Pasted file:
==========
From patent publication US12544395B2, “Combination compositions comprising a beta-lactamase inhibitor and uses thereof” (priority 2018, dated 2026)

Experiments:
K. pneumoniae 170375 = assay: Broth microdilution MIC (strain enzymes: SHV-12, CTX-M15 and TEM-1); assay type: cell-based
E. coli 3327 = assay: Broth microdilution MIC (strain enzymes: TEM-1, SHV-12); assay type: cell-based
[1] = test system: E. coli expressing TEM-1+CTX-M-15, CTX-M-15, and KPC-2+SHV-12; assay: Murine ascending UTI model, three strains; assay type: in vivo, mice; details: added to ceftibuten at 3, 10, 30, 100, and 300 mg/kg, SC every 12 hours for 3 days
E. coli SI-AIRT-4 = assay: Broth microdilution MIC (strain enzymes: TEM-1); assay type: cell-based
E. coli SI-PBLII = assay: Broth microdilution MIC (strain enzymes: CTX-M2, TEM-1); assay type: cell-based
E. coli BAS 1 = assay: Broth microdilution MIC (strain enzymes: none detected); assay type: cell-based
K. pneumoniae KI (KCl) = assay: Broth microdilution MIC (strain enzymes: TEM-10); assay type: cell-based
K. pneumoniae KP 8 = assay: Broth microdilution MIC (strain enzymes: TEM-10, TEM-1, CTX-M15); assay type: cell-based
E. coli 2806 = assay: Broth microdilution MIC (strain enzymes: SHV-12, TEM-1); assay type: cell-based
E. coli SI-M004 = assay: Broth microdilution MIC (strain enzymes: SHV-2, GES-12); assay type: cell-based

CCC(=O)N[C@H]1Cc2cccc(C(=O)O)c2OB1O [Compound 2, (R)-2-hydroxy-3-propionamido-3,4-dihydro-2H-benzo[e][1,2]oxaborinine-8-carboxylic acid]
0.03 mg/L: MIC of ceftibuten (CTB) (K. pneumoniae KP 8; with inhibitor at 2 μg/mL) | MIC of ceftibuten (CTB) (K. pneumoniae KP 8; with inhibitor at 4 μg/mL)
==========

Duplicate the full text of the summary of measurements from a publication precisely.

From patent publication US12544395B2, “Combination compositions comprising a beta-lactamase inhibitor and uses thereof” (priority 2018, dated 2026)

Experiments:
K. pneumoniae 170375 = assay: Broth microdilution MIC (strain enzymes: SHV-12, CTX-M15 and TEM-1); assay type: cell-based
E. coli 3327 = assay: Broth microdilution MIC (strain enzymes: TEM-1, SHV-12); assay type: cell-based
[1] = test system: E. coli expressing TEM-1+CTX-M-15, CTX-M-15, and KPC-2+SHV-12; assay: Murine ascending UTI model, three strains; assay type: in vivo, mice; details: added to ceftibuten at 3, 10, 30, 100, and 300 mg/kg, SC every 12 hours for 3 days
E. coli SI-AIRT-4 = assay: Broth microdilution MIC (strain enzymes: TEM-1); assay type: cell-based
E. coli SI-PBLII = assay: Broth microdilution MIC (strain enzymes: CTX-M2, TEM-1); assay type: cell-based
E. coli BAS 1 = assay: Broth microdilution MIC (strain enzymes: none detected); assay type: cell-based
K. pneumoniae KI (KCl) = assay: Broth microdilution MIC (strain enzymes: TEM-10); assay type: cell-based
K. pneumoniae KP 8 = assay: Broth microdilution MIC (strain enzymes: TEM-10, TEM-1, CTX-M15); assay type: cell-based
E. coli 2806 = assay: Broth microdilution MIC (strain enzymes: SHV-12, TEM-1); assay type: cell-based
E. coli SI-M004 = assay: Broth microdilution MIC (strain enzymes: SHV-2, GES-12); assay type: cell-based

CCC(=O)N[C@H]1Cc2cccc(C(=O)O)c2OB1O [Compound 2, (R)-2-hydroxy-3-propionamido-3,4-dihydro-2H-benzo[e][1,2]oxaborinine-8-carboxylic acid]
0.03 mg/L: MIC of ceftibuten (CTB) (K. pneumoniae KP 8; with inhibitor at 2 μg/mL) | MIC of ceftibuten (CTB) (K. pneumoniae KP 8; with inhibitor at 4 μg/mL)